Montana Outdoors

May 23, 2016

Meanwhile, in Phoenix it was 88 degrees.

Filed under: Wood cutting — Tags: , , — montucky @ 8:47 pm

Today, after 6 days of rain, I decided it was time to get out a bit and scout for a place to cut firewood for next winter. I chose the Siegel Creek drainage and hoped that the last snow drifts on the high road would be small enough to let me get to the divide. It was a little surprising to see that the road was clear, and I drove the Jeep another 5 miles past the divide, 14 miles (and a mile higher in elevation) after leaving the highway. At about 7,000 feet there was a pretty good snow storm going on and the heater in the Jeep felt good. A lot of blown down trees showed that winter was not kind to the mountain and the rocks on the road made me happy that I had spent an extra couple hundred dollars for extra good tires last winter, but the miles of green were very pretty and the entire trip was quite refreshing.

Siegel Creek

Siegel Creek

Siegel Creek

Siegel Creek

Siegel Creek

Siegel Creek

Siegel Creek

Siegel Creek

Siegel Creek

Siegel Creek

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34 Comments »

  1. Wow….I’ll trade you some of my Phoenix for some of your Montana!! 🙂

    Liked by 1 person

    Comment by seekraz — May 23, 2016 @ 8:57 pm

  2. My Jeep would love this road! Jeep has a built in GPS system that tries real hard to get us off the pavement and onto some gravel! Our 2015 trip from Arizona to Alberta would have taken months if we had taken every road Jeep wanted to turn onto!

    Liked by 1 person

    Comment by Margie — May 23, 2016 @ 8:57 pm

    • Your Jeep would have liked this one! Mine is now sitting in the driveways with mud on its sides, smiling!

      Like

      Comment by montucky — May 23, 2016 @ 9:05 pm

  3. What a wonderful sight for my urban eyes. As I’ve said before, your Montana mountains are a feast for the senses. I can almost smell the mountain air in your images.

    Liked by 1 person

    Comment by Vicki — May 23, 2016 @ 9:07 pm

  4. Great. How I wish I am by your side.

    Liked by 1 person

    Comment by nvsubbaraman — May 23, 2016 @ 9:24 pm

    • I wish you could have been today. You would have enjoyed it!

      Like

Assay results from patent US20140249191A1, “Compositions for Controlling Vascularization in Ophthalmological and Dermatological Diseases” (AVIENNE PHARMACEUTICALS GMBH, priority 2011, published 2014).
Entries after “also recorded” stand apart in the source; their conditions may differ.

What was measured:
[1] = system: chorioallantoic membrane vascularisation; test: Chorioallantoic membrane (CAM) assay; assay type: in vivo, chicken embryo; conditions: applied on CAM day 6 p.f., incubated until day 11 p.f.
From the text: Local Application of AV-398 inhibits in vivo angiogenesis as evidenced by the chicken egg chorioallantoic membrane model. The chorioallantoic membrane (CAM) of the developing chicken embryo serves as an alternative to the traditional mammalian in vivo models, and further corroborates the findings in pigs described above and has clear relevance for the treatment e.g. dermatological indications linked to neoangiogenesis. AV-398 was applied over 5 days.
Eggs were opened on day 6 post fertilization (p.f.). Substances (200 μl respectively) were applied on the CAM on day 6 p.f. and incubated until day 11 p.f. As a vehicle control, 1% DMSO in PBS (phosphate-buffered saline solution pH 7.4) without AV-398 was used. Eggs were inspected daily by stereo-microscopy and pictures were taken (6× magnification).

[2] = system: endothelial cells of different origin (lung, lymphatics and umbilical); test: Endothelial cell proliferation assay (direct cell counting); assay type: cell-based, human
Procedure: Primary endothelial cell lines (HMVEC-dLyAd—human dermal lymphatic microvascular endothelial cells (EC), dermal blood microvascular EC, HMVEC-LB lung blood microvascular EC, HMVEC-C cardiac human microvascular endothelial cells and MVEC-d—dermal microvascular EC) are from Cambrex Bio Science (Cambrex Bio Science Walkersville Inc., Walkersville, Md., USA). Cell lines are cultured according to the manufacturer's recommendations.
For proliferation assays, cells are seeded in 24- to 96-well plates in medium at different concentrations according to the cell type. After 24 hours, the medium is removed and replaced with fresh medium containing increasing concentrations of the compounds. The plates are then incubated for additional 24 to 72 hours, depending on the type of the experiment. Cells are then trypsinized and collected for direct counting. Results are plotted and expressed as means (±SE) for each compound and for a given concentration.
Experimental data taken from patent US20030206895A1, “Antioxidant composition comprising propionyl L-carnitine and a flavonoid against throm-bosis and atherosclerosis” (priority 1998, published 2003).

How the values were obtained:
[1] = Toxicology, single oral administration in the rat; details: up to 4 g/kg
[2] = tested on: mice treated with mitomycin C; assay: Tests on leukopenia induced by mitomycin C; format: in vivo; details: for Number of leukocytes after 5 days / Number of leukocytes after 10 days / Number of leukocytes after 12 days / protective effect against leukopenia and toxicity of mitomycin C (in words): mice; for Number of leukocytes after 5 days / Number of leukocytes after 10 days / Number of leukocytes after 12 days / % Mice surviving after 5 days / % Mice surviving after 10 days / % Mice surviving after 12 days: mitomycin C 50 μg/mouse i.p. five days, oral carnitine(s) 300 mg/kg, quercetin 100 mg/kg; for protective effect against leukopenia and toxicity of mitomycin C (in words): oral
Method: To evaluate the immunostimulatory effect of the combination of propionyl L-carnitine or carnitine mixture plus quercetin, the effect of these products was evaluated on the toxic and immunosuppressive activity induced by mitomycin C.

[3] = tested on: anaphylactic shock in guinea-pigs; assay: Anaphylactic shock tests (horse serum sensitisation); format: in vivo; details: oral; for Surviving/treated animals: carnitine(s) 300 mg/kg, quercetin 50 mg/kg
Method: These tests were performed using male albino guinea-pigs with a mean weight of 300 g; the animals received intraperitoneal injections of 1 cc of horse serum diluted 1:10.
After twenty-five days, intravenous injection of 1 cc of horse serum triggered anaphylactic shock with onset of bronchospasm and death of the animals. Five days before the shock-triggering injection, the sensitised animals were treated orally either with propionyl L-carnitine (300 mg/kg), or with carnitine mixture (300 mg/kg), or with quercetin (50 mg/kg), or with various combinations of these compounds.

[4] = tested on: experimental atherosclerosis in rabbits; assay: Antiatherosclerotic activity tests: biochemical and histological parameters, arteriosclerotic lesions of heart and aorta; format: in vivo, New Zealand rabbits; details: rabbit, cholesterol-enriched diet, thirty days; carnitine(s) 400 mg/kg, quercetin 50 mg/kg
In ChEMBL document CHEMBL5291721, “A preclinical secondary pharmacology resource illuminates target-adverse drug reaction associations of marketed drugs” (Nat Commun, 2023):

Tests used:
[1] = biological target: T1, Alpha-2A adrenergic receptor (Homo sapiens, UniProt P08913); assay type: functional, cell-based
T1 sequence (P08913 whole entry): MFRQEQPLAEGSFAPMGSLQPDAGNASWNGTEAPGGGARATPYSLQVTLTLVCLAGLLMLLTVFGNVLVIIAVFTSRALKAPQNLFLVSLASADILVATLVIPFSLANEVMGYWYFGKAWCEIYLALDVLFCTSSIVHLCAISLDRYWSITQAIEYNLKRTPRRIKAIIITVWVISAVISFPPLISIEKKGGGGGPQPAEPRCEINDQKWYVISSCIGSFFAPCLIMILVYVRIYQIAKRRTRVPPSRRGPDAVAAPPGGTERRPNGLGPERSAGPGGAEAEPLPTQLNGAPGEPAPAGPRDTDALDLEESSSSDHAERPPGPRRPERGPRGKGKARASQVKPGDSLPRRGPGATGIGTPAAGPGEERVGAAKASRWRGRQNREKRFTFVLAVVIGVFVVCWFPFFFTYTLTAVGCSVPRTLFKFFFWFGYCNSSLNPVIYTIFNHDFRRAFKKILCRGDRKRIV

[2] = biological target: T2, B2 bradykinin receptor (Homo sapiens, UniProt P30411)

Comment by montucky — May 23, 2016 @ 9:28 pm

  5. True -age and distance deny that pleasure!

    Liked by 1 person

    Comment by nvsubbaraman — May 23, 2016 @ 9:58 pm

  6. I love the look of the trees when they get a dusting of snow. Everything looks cool and fresh.

    Liked by 1 person

    Comment by wordsfromanneli — May 23, 2016 @ 10:19 pm

    • It is like a big park up there. Clean, untouched and thriving but a little rough around the edges.

      Like

      Comment by montucky — May 24, 2016 @ 7:42 am

  7. Free firewood sounds like music in my ears – I pay AUD 400 per tonne!

    Liked by 1 person

    Comment by iAMsafari.com — May 23, 2016 @ 11:08 pm

    • The unit of measure that is used here for firewood is the “cord” (128 cubic feet). A cord, (depending on the species of tree) can weigh up to two and a half tons, and sells now for about $150 (US) per cord commercially. Individuals are allowed to cut dead and down trees in the National Forests with a permit that we can buy for $20 which allows us to cut 4 cords. It takes about 4 cords of pine, fir or larch to heat my house for a winter.

      Liked by 1 person

      Comment by montucky — May 24, 2016 @ 8:04 am

  8. Ha – my kind of trip, certainly a contrast with the mountains here, but the roads look about the same on a wet day 🙂

    Loved the series.

    David.

    Liked by 1 person

    Comment by David A Lockwood — May 24, 2016 @ 1:50 am

    • I wish we could trade places for about a month or so. I think we’d both enjoy that!

      Liked by 1 person

      Comment by montucky — May 24, 2016 @ 7:50 am

  9. I always liked cutting firewood but cutting it there would be a real bonus. I think I’d have a hard time keeping my mind on my work with that kind of scenery nearby! It’s the kind of place where I’d have to just stop and stare.

    Liked by 1 person

    Comment by New Hampshire Garden Solutions — May 24, 2016 @ 3:19 pm

    • I do spend a lot of time looking at the scenery. There is also a lot of wildlife there. Once a bear strolled right past the truck when I was cutting wood. I would have thought that the cain saw noise would have kept him away, but it didn’t. If you cut up there in the fall, you can usually bring back a few Blue Grouse too.